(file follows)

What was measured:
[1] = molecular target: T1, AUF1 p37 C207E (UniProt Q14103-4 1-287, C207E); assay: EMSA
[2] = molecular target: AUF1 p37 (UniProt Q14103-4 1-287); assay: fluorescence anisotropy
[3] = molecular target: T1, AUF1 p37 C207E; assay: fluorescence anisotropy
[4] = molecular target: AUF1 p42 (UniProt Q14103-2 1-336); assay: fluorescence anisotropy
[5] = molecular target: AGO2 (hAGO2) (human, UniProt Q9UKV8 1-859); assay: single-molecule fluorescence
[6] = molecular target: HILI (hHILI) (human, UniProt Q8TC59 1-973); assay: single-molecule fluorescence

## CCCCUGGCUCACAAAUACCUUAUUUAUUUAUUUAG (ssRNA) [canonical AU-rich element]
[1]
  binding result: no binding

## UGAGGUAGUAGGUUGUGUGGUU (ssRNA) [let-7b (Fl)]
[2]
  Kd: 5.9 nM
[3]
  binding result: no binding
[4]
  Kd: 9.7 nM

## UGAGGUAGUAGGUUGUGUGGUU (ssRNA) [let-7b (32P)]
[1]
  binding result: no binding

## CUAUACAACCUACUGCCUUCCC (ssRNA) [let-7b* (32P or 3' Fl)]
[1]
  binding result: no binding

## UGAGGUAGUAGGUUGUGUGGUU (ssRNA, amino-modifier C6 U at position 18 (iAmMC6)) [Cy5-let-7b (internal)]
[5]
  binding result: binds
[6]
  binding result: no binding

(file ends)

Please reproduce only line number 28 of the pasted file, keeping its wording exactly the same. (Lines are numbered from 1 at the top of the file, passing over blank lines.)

  binding result: no binding